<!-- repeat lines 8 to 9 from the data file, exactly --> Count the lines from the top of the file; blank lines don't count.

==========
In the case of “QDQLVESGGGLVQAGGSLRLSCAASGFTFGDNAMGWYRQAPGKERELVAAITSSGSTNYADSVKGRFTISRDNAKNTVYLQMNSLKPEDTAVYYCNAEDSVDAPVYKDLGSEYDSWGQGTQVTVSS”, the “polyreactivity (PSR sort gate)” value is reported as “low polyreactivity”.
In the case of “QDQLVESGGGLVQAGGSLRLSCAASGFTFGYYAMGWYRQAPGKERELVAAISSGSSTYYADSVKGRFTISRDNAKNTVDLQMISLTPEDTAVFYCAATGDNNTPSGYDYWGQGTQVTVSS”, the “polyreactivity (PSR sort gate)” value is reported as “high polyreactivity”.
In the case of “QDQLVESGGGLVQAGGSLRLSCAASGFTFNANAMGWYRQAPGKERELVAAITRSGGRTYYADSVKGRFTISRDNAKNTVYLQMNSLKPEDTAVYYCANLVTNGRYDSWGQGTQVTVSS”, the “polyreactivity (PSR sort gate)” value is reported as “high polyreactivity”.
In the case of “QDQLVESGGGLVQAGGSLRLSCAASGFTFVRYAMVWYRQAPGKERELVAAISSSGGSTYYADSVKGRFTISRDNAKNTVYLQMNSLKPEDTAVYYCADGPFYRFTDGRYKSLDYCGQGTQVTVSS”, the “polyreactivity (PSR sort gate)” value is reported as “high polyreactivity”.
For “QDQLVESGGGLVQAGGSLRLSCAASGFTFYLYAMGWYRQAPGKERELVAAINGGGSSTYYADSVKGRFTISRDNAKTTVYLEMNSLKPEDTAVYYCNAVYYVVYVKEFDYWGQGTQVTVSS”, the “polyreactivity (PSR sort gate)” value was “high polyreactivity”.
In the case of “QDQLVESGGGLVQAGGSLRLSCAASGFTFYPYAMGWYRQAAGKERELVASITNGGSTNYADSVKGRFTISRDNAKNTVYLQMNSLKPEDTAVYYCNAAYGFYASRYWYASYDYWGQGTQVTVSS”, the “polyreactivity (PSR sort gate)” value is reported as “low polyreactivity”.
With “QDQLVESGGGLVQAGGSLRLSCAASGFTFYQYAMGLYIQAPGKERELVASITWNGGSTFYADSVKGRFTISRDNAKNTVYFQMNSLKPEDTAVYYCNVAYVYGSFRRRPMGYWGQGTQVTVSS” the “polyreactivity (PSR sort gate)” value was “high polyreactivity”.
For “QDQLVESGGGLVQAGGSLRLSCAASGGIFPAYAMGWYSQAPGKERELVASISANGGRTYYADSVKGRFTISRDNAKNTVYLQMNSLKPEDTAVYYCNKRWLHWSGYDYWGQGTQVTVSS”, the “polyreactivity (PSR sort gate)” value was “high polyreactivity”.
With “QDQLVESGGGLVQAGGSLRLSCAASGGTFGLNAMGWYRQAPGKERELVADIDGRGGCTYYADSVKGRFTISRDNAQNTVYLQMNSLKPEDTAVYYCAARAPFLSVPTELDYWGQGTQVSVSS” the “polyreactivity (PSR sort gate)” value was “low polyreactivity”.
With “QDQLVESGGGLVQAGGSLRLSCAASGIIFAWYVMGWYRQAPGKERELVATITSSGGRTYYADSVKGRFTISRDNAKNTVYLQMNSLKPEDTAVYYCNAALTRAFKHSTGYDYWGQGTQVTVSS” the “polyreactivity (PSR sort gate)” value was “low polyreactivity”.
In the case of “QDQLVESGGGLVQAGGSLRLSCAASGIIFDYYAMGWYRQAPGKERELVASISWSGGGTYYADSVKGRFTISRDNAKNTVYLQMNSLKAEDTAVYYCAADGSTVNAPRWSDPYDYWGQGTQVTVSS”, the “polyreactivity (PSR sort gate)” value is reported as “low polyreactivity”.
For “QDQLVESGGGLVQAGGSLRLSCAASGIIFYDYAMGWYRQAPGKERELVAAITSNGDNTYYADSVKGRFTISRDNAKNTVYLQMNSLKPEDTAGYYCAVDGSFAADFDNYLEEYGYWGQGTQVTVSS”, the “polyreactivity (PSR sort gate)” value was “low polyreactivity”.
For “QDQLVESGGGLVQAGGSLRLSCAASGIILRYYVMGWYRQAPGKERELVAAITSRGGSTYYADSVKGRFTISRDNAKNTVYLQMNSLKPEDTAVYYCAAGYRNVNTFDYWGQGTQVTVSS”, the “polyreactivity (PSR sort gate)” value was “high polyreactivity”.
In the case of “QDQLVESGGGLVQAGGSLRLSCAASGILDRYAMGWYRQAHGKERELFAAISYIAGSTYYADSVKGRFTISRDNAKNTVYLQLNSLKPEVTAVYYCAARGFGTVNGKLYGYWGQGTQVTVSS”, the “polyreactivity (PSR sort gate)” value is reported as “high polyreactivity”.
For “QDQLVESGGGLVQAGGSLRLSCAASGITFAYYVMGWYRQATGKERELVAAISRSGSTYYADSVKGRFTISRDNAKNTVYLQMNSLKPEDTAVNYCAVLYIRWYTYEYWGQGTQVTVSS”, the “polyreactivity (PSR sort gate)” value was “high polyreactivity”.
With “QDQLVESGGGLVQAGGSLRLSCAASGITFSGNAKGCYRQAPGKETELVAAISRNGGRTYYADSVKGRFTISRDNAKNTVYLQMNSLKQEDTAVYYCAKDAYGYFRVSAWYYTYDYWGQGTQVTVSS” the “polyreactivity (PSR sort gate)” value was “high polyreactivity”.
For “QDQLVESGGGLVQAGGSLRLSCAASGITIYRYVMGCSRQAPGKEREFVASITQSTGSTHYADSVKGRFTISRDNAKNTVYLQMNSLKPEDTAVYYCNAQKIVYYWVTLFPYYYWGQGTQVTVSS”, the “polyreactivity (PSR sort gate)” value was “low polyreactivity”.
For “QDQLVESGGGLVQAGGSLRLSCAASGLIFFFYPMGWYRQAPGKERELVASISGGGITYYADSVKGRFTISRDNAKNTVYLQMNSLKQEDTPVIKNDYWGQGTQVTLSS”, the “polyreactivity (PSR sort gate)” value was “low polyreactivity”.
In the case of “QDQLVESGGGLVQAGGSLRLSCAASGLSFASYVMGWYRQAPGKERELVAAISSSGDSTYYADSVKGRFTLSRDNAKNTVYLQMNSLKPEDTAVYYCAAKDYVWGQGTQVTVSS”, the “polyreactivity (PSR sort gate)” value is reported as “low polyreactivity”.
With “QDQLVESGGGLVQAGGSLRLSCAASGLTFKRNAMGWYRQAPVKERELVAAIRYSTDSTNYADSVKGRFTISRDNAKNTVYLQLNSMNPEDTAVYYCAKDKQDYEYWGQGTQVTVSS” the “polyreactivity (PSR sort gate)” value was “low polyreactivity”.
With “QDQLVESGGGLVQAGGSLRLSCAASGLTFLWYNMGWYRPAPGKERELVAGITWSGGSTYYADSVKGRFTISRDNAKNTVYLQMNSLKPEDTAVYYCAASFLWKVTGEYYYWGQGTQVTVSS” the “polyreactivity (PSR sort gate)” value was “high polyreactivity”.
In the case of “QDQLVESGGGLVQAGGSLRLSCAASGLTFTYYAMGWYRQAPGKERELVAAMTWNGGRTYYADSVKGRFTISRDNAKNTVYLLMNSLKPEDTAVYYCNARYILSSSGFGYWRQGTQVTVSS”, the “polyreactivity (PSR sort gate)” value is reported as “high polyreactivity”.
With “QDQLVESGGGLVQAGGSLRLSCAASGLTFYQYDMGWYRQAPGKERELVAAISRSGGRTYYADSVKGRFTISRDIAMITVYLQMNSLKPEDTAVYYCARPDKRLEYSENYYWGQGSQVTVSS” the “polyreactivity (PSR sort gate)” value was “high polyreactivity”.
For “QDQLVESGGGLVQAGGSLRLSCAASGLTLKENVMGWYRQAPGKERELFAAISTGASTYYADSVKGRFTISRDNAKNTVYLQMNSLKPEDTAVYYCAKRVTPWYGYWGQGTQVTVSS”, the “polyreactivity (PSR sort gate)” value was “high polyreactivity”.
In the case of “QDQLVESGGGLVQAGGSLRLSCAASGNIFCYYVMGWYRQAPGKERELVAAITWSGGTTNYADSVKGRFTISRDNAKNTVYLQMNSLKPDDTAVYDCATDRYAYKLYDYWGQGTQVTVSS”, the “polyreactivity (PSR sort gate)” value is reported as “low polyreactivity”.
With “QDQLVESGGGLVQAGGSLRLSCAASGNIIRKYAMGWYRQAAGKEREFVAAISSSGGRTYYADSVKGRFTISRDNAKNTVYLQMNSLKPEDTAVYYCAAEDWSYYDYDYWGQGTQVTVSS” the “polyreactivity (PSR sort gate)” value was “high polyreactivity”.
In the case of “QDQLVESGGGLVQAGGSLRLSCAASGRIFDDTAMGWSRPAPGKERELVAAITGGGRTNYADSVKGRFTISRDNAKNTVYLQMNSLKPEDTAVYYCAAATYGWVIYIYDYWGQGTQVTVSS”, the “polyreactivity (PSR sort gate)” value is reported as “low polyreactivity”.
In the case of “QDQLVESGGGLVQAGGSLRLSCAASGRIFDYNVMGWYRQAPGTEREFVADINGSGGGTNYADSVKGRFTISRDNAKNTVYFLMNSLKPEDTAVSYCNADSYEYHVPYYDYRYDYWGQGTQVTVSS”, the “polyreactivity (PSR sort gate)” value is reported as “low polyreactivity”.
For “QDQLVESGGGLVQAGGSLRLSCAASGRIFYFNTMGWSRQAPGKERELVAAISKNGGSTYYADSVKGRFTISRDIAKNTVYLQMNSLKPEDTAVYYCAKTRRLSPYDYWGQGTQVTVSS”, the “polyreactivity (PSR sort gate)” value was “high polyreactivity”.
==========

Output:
For “QDQLVESGGGLVQAGGSLRLSCAASGGIFPAYAMGWYSQAPGKERELVASISANGGRTYYADSVKGRFTISRDNAKNTVYLQMNSLKPEDTAVYYCNKRWLHWSGYDYWGQGTQVTVSS”, the “polyreactivity (PSR sort gate)” value was “high polyreactivity”.
With “QDQLVESGGGLVQAGGSLRLSCAASGGTFGLNAMGWYRQAPGKERELVADIDGRGGCTYYADSVKGRFTISRDNAQNTVYLQMNSLKPEDTAVYYCAARAPFLSVPTELDYWGQGTQVSVSS” the “polyreactivity (PSR sort gate)” value was “low polyreactivity”.